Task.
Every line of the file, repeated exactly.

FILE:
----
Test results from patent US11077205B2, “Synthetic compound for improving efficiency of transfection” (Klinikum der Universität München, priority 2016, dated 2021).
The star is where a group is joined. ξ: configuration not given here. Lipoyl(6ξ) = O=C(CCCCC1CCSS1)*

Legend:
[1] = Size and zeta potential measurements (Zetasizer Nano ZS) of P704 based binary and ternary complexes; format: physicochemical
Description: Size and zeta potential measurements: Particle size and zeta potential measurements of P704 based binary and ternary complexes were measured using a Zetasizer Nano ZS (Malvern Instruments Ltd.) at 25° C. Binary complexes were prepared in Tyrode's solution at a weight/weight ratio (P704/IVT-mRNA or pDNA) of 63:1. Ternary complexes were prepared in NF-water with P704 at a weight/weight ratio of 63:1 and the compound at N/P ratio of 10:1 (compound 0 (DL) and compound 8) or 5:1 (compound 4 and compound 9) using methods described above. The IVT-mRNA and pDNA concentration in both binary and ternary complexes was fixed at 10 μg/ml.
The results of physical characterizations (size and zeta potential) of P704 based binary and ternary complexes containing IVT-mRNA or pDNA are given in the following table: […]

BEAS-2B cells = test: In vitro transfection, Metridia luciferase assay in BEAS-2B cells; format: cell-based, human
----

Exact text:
Test results from patent US11077205B2, “Synthetic compound for improving efficiency of transfection” (Klinikum der Universität München, priority 2016, dated 2021).
The star is where a group is joined. ξ: configuration not given here. Lipoyl(6ξ) = O=C(CCCCC1CCSS1)*

Legend:
[1] = Size and zeta potential measurements (Zetasizer Nano ZS) of P704 based binary and ternary complexes; format: physicochemical
Description: Size and zeta potential measurements: Particle size and zeta potential measurements of P704 based binary and ternary complexes were measured using a Zetasizer Nano ZS (Malvern Instruments Ltd.) at 25° C. Binary complexes were prepared in Tyrode's solution at a weight/weight ratio (P704/IVT-mRNA or pDNA) of 63:1. Ternary complexes were prepared in NF-water with P704 at a weight/weight ratio of 63:1 and the compound at N/P ratio of 10:1 (compound 0 (DL) and compound 8) or 5:1 (compound 4 and compound 9) using methods described above. The IVT-mRNA and pDNA concentration in both binary and ternary complexes was fixed at 10 μg/ml.
The results of physical characterizations (size and zeta potential) of P704 based binary and ternary complexes containing IVT-mRNA or pDNA are given in the following table: […]

BEAS-2B cells = test: In vitro transfection, Metridia luciferase assay in BEAS-2B cells; format: cell-based, human